What many people don’t realize until they themselves are sick is that it takes energy to want things. It takes energy to decide to eat, to decide to go out with your friends or spouse or children. It takes energy to call your mother for help. It takes energy to schedule a doctor’s appointment. It takes energy to want to take care of ourselves. And more than these, it takes a true and sincere understanding that we are worthy of these desires. We are worthy of other people’s help, attention, and time. We are worthy of being made well.
When I suffered from depression as a young woman in college, I was stunned to discover that I no longer recognized myself. Who was I? Where had I gone? Surely this person who couldn’t eat, couldn’t leave the apartment, couldn’t hardly work up the energy to get dressed in the morning—surely this person wasn’t me. And this denial only made things worse. It only further fed the disease that daily convinced me everything was worthless and that I, the person who was no longer even Katie, was at the very bottom of the worthless pile.
It wasn’t until my father came and visited me in person, physically reaching out to pull me up and remind me what I was capable of, that I felt strong enough to want things again. To want to be made well.
I imagine my father’s face when I think of Christ reaching out to this man at the pool of Beth-zatha, reaching out to this man and reminding him that he can stand and walk and be made well. All he has to do is the hardest thing in the world: He must want to be made well.
Through his words and actions, Christ tells this man here at Beth-zatha, Don’t worry. You aren’t alone. I, too, want you to be made well. You are worthy of me and my help. You are worthy of being made well.
As we continue the healing ministry passed on to us from Jesus, we too can use our words and actions to show others that they are worthy of being noticed, reached out to, and cared for. They are worthy of being made well.
The Rev. Mary Luck Stanley
What are your hopes for your child’s faith development? I asked parents to respond to this question, and it was moving to hear responses like,
“Right now, my daughter loves coming to church and I really hope that enthusiasm continues.”
“I want my kids to know they are loved by others in our church, and loved by God.”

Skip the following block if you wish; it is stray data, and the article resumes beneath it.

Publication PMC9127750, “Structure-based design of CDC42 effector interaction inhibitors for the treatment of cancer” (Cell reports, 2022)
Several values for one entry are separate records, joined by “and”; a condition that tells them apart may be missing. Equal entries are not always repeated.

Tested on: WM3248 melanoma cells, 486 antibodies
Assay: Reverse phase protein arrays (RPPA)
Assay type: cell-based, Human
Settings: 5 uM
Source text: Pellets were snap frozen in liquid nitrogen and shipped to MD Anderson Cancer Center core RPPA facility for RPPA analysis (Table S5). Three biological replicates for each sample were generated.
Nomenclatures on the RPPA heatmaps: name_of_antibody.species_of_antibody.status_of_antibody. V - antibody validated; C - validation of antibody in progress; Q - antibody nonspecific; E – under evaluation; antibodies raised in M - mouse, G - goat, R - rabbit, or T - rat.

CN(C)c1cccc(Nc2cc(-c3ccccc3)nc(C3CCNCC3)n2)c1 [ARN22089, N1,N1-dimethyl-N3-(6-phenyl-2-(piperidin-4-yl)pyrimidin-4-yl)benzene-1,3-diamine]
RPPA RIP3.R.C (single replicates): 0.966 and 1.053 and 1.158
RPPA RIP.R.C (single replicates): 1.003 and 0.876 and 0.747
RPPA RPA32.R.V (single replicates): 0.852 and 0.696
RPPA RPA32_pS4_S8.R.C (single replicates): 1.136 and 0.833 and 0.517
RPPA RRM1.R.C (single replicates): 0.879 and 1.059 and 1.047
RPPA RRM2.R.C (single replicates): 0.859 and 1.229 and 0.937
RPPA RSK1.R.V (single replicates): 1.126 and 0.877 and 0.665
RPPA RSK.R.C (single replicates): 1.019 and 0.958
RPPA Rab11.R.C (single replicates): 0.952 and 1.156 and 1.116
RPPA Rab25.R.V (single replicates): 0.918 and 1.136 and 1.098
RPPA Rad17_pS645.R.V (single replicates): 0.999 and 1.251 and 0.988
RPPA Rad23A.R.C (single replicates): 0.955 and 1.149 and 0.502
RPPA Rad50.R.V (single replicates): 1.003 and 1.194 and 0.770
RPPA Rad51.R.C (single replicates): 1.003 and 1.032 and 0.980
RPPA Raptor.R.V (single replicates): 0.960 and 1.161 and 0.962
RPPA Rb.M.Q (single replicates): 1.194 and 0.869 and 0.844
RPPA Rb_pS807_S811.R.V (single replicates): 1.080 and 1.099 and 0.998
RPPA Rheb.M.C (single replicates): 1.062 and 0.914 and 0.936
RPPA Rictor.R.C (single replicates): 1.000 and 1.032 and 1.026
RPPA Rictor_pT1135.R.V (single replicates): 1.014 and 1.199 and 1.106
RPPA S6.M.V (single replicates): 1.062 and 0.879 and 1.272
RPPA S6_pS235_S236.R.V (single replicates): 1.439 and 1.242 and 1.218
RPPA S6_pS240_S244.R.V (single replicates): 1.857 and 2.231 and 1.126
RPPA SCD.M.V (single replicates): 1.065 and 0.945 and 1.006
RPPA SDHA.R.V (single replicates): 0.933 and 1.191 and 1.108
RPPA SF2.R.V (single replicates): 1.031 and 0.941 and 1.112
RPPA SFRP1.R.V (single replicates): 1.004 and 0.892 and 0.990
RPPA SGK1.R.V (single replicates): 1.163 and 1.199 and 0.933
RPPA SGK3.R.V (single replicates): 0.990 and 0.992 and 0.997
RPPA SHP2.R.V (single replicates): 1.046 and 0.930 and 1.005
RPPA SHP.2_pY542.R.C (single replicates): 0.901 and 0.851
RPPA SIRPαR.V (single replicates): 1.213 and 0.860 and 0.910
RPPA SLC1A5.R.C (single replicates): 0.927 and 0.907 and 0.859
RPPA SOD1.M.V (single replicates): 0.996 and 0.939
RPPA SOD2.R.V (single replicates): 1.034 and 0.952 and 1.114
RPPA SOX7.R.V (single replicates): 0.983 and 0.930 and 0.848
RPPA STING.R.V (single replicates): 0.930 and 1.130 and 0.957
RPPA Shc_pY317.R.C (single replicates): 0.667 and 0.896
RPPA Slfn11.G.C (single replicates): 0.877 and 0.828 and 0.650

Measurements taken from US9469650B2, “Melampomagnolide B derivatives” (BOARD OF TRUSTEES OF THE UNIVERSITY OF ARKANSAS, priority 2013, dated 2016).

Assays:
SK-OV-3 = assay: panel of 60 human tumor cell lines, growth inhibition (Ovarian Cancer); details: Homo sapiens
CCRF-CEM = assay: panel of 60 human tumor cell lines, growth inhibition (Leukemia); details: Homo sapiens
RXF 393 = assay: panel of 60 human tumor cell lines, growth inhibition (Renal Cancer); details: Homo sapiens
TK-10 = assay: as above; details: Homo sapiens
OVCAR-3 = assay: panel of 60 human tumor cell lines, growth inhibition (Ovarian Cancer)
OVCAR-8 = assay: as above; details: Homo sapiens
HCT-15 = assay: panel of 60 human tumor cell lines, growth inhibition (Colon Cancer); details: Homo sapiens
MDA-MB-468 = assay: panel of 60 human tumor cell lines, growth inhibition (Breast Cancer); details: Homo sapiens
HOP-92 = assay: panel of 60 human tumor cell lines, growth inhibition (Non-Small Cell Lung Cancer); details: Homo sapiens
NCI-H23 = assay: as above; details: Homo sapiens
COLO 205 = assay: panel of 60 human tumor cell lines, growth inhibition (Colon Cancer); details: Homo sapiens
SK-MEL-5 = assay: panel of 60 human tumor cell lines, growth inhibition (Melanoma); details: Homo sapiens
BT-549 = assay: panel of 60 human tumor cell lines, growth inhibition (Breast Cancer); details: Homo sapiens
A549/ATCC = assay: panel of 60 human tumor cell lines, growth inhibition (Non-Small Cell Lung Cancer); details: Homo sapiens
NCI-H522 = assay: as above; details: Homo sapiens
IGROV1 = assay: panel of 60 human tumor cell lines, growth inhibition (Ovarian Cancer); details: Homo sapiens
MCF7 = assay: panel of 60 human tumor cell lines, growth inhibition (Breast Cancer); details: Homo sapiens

“I hope my children will be shaped by the Bible stories and the Christian traditions, learning how to follow in the footsteps of Jesus.”
In the twenty-seven years I’ve been working on Youth and Children’s Ministry in the Episcopal Church, I have learned that children develop a Christian identity in the midst of their relationships with other Christians. Faith is caught and not taught. The development of faith is a matter of the heart, as well as the head. Faith formation takes place primarily in the midst of loving relationships.
As Episcopalians, we value education, yet it is not enough to just teach content to kids. The development of a love for God and sense of belonging as God’s beloved children, comes first and foremost as children experience other human beings loving and forgiving them in a Christian community. If faith is caught and not taught, then children catch faith by being in relationship with other Christians who will model for them what it means to walk the walk and talk the talk.
At St. Paul’s, Baltimore, we cherish children so they will know they are cherished by God. We do this by spending time together as a Christian community, and by modeling how to love our neighbors as ourselves.
We are moving away from the “school model” of Christian formation where parents simply drop off their kids at their classes so that the “experts” can teach the kids content about how to be good Christians. We know this old fashioned model doesn’t work very well. So, we are moving toward an “extended family model,” where parents join their kids in their church activities in a variety of ways, modeling what it means to be participants in a Christ-centered community. If our church is more like an extended family, and we have weekly family reunions on Sundays, then we are all involved, taking turns helping out, and seeking to include all ages.
With more than seventy participants in our youth and children’s programs this year, we have become more of a homegrown volunteer and parent led co-op, than a slick professional enrichment program for kids. Parents especially, are expected to participate in programs along with their children. Faith development, for both the children and the adults, takes place within the context of friendship and community.
When it comes to faith development, it’s all about relationships with each other and with God. Think about it. The Bible is a big book full of stories about relationships that are blessed, broken, unjust—reconciled, healed, and transformed. We are building up the bonds of love in our Christian community, trusting that as we cherish each other, we are also cherished by God.